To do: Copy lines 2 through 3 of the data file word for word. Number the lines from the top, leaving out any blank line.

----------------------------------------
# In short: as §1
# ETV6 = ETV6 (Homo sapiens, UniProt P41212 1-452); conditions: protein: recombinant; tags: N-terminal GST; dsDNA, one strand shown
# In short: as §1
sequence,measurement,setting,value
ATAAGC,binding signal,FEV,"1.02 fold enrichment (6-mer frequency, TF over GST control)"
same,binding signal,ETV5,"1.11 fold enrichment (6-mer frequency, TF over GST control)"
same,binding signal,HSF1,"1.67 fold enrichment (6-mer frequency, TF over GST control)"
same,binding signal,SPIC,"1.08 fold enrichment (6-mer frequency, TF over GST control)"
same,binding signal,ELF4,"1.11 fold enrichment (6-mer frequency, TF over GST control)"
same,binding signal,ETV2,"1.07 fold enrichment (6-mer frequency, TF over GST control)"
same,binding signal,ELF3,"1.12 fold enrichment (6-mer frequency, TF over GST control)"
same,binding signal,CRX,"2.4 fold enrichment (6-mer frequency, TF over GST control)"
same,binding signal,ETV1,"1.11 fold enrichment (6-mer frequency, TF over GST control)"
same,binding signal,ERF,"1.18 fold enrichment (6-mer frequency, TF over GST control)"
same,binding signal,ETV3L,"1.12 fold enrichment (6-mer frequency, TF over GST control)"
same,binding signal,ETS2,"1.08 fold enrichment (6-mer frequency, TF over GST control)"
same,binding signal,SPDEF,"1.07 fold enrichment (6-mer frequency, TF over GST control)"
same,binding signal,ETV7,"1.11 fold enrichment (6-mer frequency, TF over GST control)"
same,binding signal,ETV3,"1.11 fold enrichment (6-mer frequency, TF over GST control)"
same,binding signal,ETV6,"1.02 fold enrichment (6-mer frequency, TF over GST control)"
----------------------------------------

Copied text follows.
# ETV6 = ETV6 (Homo sapiens, UniProt P41212 1-452); conditions: protein: recombinant; tags: N-terminal GST; dsDNA, one strand shown
# In short: as §1